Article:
This is propaganda–just the latest that Hollywood’s put out against America and in favor of Gitmo’s Islamic terrorist killers. I have a solution: move all the Gitmo detainees to the Hollywood Hills and Malibu.
Reader SeanM, who proudly served in the U.S. Army:
How cool that they’re releasing it just in time for Veterans Day. Nice way to take a steaming dump all over our soldiers, guys.
I just saw the trailer on YouTube. How many Islam-loving stereotypes can we cram into one trailer? The guy was kidnapped while devoutly praying (not assembling a car bomb or suicide vest)(CHECK!), one of the guards allegedly told him he KNEW the detainee was innocent (CHECK!) … which makes TOTAL sense to me (eye roll) since we obviously were so hurting for actual terrorists we were asking Middle Eastern countries to kidnap random people to fill up Gitmo. He speaks to her like a nice person, not like he thinks she’s a piece of property (CHECK!). One last little nit-pick: Stewart’s character is a Private First Class (PFC), which is a very low ranking person in the Army. So how did she get access to his file, which I’m sure MUST have been classified and under strict access controls? Also, I can’t imagine they would have a small woman on the team of guys rushing into the cell with protective gear on. And since she just stood there in the doorway, we can see why.
Spot on.

* “Big Hero 6“: I absolutely loved this movie. Even though it is a Disney animated product aimed at kids, it’s a great movie even on the adult level alone. So parents taking their kids will be completely entertained. The animation, story, plot, and everything else in this are terrific. And it’s also very funny. The movie is a comedy, a drama, a suspenseful action thriller, and much more. Plus I love that it glamorizes science and technology, something in which America is far behind because America is too far ahead in Kardashians and Real Housewives. Before the movie begins, there is a separate, short animated cartoon about a dog, and that alone, is worth seeing–sooo cute and funny. I saw this movie in 3D, and while the 3D was very good, it’s just fine in regular 2D. (This is from the makers of “Frozen” and “Wreck-It Ralph.”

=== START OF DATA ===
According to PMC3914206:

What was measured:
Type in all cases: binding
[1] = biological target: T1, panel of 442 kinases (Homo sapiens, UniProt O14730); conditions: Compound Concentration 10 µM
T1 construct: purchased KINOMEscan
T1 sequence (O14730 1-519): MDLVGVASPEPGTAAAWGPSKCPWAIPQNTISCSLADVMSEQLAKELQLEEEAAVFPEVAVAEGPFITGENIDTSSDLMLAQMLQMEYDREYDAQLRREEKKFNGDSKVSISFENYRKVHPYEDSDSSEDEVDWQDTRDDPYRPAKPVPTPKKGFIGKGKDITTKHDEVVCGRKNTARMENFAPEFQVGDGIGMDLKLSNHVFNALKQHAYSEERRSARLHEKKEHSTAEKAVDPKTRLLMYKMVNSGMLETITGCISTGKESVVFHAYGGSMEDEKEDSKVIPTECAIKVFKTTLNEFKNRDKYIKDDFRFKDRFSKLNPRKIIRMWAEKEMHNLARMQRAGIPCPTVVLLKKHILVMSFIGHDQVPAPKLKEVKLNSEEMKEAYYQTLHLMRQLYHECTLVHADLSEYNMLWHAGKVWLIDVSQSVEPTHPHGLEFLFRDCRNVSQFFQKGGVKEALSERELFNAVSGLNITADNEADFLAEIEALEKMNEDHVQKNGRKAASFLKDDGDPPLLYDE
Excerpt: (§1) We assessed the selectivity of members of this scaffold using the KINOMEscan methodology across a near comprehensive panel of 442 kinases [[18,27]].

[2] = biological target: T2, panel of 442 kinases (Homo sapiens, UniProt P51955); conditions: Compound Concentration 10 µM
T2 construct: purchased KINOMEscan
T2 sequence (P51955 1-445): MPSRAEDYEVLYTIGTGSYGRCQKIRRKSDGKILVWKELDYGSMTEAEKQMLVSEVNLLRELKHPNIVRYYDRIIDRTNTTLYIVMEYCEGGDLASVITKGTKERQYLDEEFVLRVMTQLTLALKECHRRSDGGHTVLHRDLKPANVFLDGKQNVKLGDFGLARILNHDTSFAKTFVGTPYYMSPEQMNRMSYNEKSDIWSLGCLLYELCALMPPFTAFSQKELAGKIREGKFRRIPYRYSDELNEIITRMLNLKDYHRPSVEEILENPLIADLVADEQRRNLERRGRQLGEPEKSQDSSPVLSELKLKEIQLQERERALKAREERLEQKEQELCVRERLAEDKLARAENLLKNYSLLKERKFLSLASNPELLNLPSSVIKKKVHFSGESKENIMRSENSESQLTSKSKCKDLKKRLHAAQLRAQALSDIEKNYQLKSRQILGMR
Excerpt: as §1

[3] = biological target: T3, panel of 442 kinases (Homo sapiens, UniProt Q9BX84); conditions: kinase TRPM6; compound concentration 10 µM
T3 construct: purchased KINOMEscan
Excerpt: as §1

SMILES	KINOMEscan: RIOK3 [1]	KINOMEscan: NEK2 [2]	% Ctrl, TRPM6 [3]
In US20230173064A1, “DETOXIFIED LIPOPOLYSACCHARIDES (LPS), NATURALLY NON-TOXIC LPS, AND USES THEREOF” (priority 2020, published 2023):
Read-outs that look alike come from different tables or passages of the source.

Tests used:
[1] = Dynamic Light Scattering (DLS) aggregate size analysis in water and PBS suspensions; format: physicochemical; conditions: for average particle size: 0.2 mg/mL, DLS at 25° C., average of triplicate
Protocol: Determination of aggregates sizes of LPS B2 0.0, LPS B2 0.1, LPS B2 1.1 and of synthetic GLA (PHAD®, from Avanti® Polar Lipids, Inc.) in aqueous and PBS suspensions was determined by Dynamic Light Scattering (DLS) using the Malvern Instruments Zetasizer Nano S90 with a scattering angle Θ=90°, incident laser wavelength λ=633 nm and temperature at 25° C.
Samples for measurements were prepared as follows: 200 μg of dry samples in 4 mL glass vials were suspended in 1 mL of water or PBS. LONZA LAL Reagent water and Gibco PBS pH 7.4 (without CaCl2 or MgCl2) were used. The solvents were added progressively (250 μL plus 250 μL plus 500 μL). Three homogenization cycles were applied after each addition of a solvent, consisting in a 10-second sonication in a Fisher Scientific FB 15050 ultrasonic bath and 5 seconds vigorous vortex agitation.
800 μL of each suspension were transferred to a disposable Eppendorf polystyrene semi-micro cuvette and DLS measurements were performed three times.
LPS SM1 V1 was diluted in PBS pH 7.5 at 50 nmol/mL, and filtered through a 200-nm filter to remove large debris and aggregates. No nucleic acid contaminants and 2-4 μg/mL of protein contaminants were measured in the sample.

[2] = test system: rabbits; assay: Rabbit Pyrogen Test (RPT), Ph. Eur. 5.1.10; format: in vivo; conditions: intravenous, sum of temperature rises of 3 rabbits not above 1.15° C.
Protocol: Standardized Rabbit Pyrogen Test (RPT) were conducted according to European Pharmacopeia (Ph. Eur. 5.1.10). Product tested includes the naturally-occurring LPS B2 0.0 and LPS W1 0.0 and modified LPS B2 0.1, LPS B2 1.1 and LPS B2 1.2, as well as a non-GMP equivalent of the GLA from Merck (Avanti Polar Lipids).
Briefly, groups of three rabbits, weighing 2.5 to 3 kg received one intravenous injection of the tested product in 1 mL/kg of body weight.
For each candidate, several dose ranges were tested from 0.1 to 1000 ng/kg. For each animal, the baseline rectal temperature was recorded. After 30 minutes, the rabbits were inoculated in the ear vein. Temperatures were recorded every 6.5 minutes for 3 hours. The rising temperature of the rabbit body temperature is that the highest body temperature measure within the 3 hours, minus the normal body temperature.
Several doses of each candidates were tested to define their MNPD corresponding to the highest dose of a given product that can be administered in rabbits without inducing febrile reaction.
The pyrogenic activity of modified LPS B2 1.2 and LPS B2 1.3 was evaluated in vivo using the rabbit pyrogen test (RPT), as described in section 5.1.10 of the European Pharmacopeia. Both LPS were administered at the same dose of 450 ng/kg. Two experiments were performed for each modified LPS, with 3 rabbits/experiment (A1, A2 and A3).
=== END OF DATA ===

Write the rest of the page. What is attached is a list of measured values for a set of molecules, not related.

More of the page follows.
The story: Hiro, a young boy in the fictional city of San Fransokyo, spends a lot of his time bot-fighting (using the small robots he builds to fight other people’s robots for money), and he’s something of a hustler. After getting into trouble for the bot-fighting hustling yet again, his older brother, Tadashi, suggests he enroll in the nerd program for geniuses at the local university. Tadashi is in that program and has invented Baymax, a healthcare robot (perfect for the age of ObamaCare!). Hero invents micro-bots in order to get into the program. But one night, there is a fire at the university, and Tadashi races in to save their professor. Tadashi dies in the fire. While moping about in mourning for his brother, Hiro comes upon Baymax and one of Hiro’s micro-bots. The micro-bot leads him and Baymax to an abandoned warehouse. And, soon, Hiro & Baymax, along with the other nerds in the program at the university, use their technological skills to find a mysterious figure who may be behind the fire and some other mysterious occurrences.